Develop Your Vocal Artistry Like an Expert: 3 Effective Exercises
Hey there, Smule fam!
If you’ve ever been moved to tears by a powerful vocal performance, you’ve probably wondered, “How the heck did they do that?” Sometimes, it seems, like expert delivery and vocal artistry is meant only for the best of the best. The good news, though, is that this couldn’t be further from the truth–all it takes is a few helpful tips and a whole lot of practice!
That’s why we’re here to shed some light on developing your vocal artistry like a pro. We’ll also be focusing more on the overall emotional delivery of a song in this article, and not necessarily the artistry in singing each word itself.
1) Step Inside the Singer’s Shoes
Wait a minute, aren’t you the singer in question? Well yes, but actually, no. Unless you’re performing an original song of yours, you’ll always be covering a song that was originally sung by someone else first. What this means is that there are likely dozens of ways to sing the song you’re tackling, and in turn, dozens of renditions to study when developing your own.
When we say step inside the singer’s shoes, we mean study the lyrics and spend some time reflecting on the singer’s emotional journey throughout the song. How does the song start out? How does the story evolve throughout the song? How does the singer seem to be reacting and changing throughout the song? How have other singers in the past conveyed this emotional journey and evolution in their own takes?
It might sound like overkill, but thinking about these things is worth it if you’re really looking to give a world-class performance. Studying the lyrics and other vocalists’ renditions can also help give you an idea of what parts of the song you specifically identify with. Once you’ve tapped into these rich emotional reserves, you can start thinking about how you want your vocal delivery to reflect the key moments in the song.
2) The Power of Volume
In our first article from our Singing Technique series, we briefly touched on the importance of dynamics in vocal delivery. Dynamics matter because they allow you to convey deep emotions in a relatively simple way. When you sing quietly and softly, you can sound like you’re deep in thought or reflecting on something sad. When you build a slow crescendo with your voice, you can convey a sense of growing power and redemption. All of this is to say that manipulating the dynamics in your delivery can produce some seriously awe-inspiring results.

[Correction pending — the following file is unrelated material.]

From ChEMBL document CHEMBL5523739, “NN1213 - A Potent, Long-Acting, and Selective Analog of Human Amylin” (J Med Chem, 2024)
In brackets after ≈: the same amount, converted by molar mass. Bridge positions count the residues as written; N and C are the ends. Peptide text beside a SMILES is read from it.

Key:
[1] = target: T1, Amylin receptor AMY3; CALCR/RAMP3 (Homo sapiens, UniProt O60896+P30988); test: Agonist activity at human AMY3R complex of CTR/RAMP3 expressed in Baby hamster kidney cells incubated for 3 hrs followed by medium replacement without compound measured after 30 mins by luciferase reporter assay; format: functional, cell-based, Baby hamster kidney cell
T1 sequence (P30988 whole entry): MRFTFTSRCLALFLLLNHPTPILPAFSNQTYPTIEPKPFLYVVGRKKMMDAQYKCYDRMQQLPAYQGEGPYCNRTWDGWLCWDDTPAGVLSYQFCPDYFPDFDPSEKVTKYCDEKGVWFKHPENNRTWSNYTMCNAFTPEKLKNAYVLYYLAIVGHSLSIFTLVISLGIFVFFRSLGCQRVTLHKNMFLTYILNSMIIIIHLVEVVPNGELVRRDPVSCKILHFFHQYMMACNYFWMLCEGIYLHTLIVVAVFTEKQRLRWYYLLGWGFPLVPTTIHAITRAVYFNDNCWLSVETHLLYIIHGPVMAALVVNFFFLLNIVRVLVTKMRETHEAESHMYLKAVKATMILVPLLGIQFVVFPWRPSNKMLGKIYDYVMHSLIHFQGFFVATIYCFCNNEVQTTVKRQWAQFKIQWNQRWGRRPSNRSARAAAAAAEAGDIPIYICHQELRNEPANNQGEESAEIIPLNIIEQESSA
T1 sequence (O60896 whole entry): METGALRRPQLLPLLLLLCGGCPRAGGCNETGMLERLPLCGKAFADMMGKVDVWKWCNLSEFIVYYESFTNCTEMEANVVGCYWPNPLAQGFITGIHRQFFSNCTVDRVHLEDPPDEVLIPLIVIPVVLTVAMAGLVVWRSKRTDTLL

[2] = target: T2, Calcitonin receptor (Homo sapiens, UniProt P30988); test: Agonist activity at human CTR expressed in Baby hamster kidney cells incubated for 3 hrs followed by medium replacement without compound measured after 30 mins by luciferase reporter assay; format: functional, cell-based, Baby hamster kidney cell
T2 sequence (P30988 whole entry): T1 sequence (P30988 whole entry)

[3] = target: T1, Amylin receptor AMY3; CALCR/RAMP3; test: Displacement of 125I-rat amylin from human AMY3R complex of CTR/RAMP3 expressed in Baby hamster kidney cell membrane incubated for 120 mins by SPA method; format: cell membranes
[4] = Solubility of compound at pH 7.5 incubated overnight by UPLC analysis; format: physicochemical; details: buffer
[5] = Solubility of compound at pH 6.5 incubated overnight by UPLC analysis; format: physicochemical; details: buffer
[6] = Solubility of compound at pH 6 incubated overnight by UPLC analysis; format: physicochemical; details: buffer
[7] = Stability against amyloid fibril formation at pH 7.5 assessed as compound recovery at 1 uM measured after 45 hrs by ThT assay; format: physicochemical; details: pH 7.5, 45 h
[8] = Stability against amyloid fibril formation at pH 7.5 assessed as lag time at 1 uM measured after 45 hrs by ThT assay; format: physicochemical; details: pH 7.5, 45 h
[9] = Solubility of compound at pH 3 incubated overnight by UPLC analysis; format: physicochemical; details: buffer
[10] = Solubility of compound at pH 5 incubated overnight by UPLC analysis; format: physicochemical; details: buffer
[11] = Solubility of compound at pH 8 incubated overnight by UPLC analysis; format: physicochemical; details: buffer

But developing vocal artistry would hardly be a worthwhile venture if you didn’t have a little fun doing so! To work your vocal dynamics, take a nursery rhyme–any one will do–and practice singing it at a normal volume, softly and quietly, and then loud and boldly. Compare these three versions (between laughs, of course!) and take note of how they hit you emotionally. You’ll most likely be surprised at the differences that emerge in each version!
You can further expand on this exercise by singing the song in any emotion you can think of: angrily, fearfully, joyously, blandly. Practicing with an easy and relatively neutral song will allow you to dig deep and tap into certain dynamics that convey different emotions most clearly.
3) Staging Matters
So you’ve got the emotional journey down along with the dynamic you’ll use to convey its evolution. Now what?
Unless you’re singing this in a studio booth, chances are you’ll be performing this song for a live audience. If that’s the case, you’ll need to think about your body movements and overall staging of the song.
Staging is exactly what it sounds like: how to move your body on stage while performing a song. Good staging pairs body movements with key moments in the song for maximum emotional effect. Bad staging distracts the viewer, as mistimed body movements can take away from important lyrics.
When you’re “at rest” up there, meaning you aren’t moving much at all, keep your arms bent at a 90-degree angle with hands and wrists slightly bent inward. Don’t let your arms hang like wet, lifeless noodles at your sides, but don’t fold or clasp your hands for the entire performance, either. A relaxed, bent-arm posture allows you to move your hands for effect or make bigger gestures for important moments in the song.
If you do plan on moving about the stage, save it for the pre-chorus, chorus, or bridge. These sections of the song typically highlight a sense of building conflict, an important epiphany, or a celebration of some kind, making them perfect moments for you to move and physically convey this shift in mood. Don’t be afraid to experiment with contrasting vocal dynamics and body movements, either; sometimes a quick turn paired with soft vocals (and vice versa) can make for a powerful delivery.
Go Forth and Change the Audience!
Half of the fun of developing vocal artistry is the journey itself. The more you practice your favorite songs with these techniques, the more fertile artistic ground you’re likely to discover. The beauty of developing your vocal artistry, too, is that it’s a journey completely unique to you. Everyone has art in them, and it’s bound to come out and evolve the more you give it the chance to do so.
Thanks for reading this latest article in our How to Sing Better series–check back soon for more!